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Keep Your Accounts Receivable From Eating You Alive

By Toolkit Staff | February 10, 2014

Any small business that hopes to prosper will have to keep a tight grip on its accounts receivable. The key to keeping a tight grip is to understand that the bill collection process really begins as soon as the sale is made.

Collecting overdue accounts can be an especially tough process for small businesses because debtors often believe they can put off payment to a small business longer than they would to a large company. And most people find asking or demanding payment a difficult task.

Reluctance to collect a debt often has psychological roots. Guilt about profiting off another, anxiety over a potential confrontation, and fear of damaging a business relationship are reasons why many people let bills slide. Often, creditors over-identify with tardy customers and help rationalize the late payments.

But it's essential that you not let the difficulty of the task distract you. Try applying these ideas when you're contemplating a sale of goods or services, thinking about extending a line of credit, or dealing with an overdue payment:

  • Be inquisitive -- Realize that when customers list references on a credit application, they are naturally going to list only their best references. "Find out why they switched" their business to you, recommends Peter Szabo, a collection agency owner in Chicago with 23 years' experience. "Why were you so lucky to get the sale?" Find out if they have other debt and whether other suppliers have cut them off.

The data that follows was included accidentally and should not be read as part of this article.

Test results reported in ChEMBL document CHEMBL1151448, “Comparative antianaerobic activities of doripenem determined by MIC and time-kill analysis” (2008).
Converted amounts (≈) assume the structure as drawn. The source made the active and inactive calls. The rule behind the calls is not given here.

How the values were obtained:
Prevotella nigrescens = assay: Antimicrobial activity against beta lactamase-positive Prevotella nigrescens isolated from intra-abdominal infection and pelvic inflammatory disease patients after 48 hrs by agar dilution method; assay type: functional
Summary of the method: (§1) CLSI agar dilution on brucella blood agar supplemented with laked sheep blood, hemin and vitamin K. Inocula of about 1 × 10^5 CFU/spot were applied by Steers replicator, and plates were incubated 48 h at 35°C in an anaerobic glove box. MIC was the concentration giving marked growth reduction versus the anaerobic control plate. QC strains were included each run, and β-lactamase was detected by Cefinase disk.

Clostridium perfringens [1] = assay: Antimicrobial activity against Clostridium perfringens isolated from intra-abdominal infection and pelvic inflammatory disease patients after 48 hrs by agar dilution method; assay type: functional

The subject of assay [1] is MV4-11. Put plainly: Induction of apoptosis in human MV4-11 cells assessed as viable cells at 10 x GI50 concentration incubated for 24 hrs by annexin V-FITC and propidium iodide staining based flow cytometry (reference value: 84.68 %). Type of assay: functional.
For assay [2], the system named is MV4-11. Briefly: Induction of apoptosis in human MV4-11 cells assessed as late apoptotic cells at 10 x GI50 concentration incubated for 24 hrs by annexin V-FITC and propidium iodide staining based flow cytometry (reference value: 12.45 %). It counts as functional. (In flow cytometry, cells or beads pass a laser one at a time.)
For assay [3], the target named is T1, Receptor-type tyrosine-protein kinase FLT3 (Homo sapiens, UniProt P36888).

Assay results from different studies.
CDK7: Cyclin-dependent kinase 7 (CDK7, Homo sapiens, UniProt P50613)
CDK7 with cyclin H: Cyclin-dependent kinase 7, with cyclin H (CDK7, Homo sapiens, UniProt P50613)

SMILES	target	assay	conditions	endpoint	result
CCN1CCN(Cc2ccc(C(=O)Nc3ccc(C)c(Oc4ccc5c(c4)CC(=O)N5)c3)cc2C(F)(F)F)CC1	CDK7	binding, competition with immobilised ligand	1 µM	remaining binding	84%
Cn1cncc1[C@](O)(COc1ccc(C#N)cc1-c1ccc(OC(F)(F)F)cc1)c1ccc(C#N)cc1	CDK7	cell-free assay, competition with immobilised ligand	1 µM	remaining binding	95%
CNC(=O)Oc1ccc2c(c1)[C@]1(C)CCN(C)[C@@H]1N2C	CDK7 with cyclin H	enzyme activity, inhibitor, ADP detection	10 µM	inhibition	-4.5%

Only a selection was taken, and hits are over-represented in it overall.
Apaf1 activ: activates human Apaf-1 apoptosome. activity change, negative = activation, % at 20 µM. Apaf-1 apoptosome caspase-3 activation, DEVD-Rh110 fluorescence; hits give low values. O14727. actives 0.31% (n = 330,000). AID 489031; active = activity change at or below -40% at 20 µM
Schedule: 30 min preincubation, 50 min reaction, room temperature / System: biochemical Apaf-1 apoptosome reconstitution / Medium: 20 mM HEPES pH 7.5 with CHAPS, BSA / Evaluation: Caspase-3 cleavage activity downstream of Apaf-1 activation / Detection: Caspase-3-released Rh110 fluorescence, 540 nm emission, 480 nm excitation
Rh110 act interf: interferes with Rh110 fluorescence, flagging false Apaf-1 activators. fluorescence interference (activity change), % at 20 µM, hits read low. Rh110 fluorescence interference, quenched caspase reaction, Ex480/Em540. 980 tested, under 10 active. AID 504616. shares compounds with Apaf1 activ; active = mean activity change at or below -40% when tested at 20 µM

• Move swiftly -- Szabo believes that it's time to take action when a client, especially a new account, is 15 days past due. If you don't follow up, you're training them to be a late payer, he warns.
  • Don't be shy -- "If you have a past due customer out there, you're on the verge of not having a customer," Szabo points out. Collecting is a competitive sport; if you're not getting paid, someone else is.
  • Keep talking -- Verbal communication is best, Szabo says.
  • Know when to say when -- Don't wait the typical 90 or 120 days before cutting off credit. The time to cut your losses is sooner rather than later, Szabo says. He suggests cutting off credit at 60 days past due.
  • Know when to back off -- Don't get emotionally involved, Szabo warns. If that happens, its better to back off and let a third party, such as a collection agency, handle it.

Never forget that the success of your business may depend upon how well you are able to collect overdue accounts. For more advice on how to keep overdue accounts from ruining your business, take a look at our discussion of credits and collections.

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